Consequences for TU/e of the advice to stay at home

Got a cold, a persistent cough or a fever? Then stay at home. All employees and students of TU/e received this advice by email on Saturday from university secretary Susanne van Weelden. With this step TU/e is following the strict advice issued by the Netherlands National Institute for Public Health and the Environment (RIVM) for the province of North Brabant. What impact will this advice have on education and research, and what will be noticeable to people on our campus?

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Additions will be made to the following report.
This afternoon at 14.00 hours the team monitoring coronavirus at TU/e will meet; information about any additional steps the university may take regarding the virus will be released subsequently.

Monday morning, Patrick Groothuis, Director at Education and Student Affairs (ESA) cannot yet answer the question how many lecturers are absent today and how many courses have been canceled: “We're still taking stock.” It is up to lecturers to decide how courses and interim tests can be caught up or taken at a later date.

According to Groothuis "fortunately, TU/e's management system and regulations provide for many of the situations now arising. As a matter of routine, the TU/e timetable offers the opportunity to catch up in week 8. Each lecturer will make their own decision whether the missed material can be caught up in week 8 or an alternative will be proposed.”

While this is not an exam period, compulsory elements such as interim tests may be scheduled. “In that case, the lecturer will see how and when these can be caught up. This is the usual course of action when a lecturer is off sick.” If students have to miss certain compulsory elements, they should notify their academic advisor of this in advance. “This too is an existing procedure and the regulations of the Examination Committees provide clarity on this point.”

Career Expo

This coming Tuesday and Wednesday, the Auditorium and Atlas will be the venue of the annual Career Expo. Of the 180 companies keen to take this opportunity to enthuse students for a career with them, a small number have now canceled, says Boris Zwaan, president of the organizing foundation Recruitment Days ('Wervingsdagen'). One such company is ASML. On Monday evening the organizers will announce on their website which companies are pulling out.

“We understand their decision,” says Zwaan, “but as yet there are no grounds for canceling this event. For more than two weeks we have been in constant communication with the team tracking coronavirus at TU/e and taking action based on RIVM advice. As yet no advice has been issued that gatherings like ours should be canceled. Likewise, in the Brabanthallen, a major event venue in Den Bosch, trade fairs and other events are going ahead as planned.”’

Nonetheless, the organizers of Career Expo have already taken special measures. Zwaan says, “On Tuesday and Wednesday toilets will be cleaned more frequently, we have hand-disinfection posts already in place at all the entrances to the halls, and we understand if companies choose not to shake hands with visitors to their stand.” Zwaan says that in his role as manager it was a challenge for him to keep his entire team motivated. In the event of any last-minute cancelation, he expects that TU/e won't leave Recruitment Days in the lurch financially. “Although the details of that would have be looked into. Fortunately it's not come to that yet.”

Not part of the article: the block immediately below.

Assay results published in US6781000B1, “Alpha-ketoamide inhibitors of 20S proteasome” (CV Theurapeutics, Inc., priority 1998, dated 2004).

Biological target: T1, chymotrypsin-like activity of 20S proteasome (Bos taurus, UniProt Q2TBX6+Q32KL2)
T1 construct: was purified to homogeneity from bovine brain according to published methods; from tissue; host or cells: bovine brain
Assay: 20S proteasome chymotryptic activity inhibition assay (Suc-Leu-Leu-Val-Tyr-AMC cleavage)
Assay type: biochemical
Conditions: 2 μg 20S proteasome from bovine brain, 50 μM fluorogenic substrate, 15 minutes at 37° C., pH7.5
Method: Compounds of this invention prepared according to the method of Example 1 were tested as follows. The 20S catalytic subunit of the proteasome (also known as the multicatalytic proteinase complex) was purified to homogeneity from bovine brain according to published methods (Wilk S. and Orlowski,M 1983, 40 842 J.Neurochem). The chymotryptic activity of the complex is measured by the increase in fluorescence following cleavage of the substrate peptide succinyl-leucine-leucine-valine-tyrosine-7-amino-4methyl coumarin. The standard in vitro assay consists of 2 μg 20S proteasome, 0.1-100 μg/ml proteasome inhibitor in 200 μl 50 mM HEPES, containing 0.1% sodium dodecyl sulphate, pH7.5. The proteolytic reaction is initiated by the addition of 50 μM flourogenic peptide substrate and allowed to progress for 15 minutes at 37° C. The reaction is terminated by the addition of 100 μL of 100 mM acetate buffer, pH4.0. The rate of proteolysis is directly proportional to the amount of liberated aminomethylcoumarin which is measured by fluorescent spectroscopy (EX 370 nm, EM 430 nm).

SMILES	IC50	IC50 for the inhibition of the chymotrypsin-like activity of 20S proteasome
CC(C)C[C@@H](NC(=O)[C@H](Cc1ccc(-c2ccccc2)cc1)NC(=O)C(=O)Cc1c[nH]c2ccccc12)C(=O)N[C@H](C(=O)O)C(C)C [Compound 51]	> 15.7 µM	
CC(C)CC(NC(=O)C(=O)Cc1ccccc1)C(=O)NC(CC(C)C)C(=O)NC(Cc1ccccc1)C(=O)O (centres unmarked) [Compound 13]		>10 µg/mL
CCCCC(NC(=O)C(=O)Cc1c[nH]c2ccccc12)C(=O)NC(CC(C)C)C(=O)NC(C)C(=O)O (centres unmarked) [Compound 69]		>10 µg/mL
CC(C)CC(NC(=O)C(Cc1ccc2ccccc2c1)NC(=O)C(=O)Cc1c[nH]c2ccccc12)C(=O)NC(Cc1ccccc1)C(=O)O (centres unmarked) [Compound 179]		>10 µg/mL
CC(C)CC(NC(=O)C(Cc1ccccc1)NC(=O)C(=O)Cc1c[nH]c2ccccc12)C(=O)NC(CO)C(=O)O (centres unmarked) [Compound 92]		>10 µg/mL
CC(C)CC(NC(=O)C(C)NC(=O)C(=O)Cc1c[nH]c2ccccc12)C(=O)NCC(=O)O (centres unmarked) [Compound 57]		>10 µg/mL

The Office of Doctoral Presentations and Academic Ceremonies at TU/e, by contrast, has been exploring contingency options - although staff member Maartje Mulder does not expect it will be necessary to cancel PhD conferral ceremonies. However, some improvisation will be needed to make sure everything can go ahead as planned, she tells Cursor. For example, on Tuesday Hasini Garikapati is due to publicly defend her thesis. This is a bilateral doctoral study with the Universitat Politècnica de Catalunya (UPC). Neither the first nor and second supervisor at the Spanish university are able to attend the PhD ceremony. This will be resolved with the use of a video connection.

“This is a reasonably unique case,” says Mulder. "Because it is a bilateral doctoral study, a first and second supervisor based at TU/e will be present.” After the ceremony the certificate will be sent to Spain to be signed by the supervisors involved there.

The only condition for allowing a PhD ceremony to go ahead is that at least four persons with voting rights must be present at the ceremony. Only professors and associate professors have voting rights. On average the committee has seven or eight members. Mulder plans to look into how many PhD conferral ceremonies are likely to run into problems before the summer.


For the time being, campus caterer VITAM does not see the consequences of coronavirus posing any problems for its daily operations at TU/e. “All our employees are present today and all the canteens are open as usual,” says Alex Dekkers, general manager at VITAM. According to Dekkers, his company is following the line set by RIVM and TU/e. “Our employees already know that if they have any flu or cold symptoms they should stay at home, that they have to inform myself and our HR department, and if necessary should consult their family doctor.” If nonetheless a great many employees report sick, VITAM has a large pool of replacement workers it can call on in the region, Dekkers tells Cursor.

He adds that VITAM has always placed a strong emphasis on hygiene. “This is only to be expected if you are working with food and drink all day long. But of course, like everyone else we too are now paying added attention to hand washing.”

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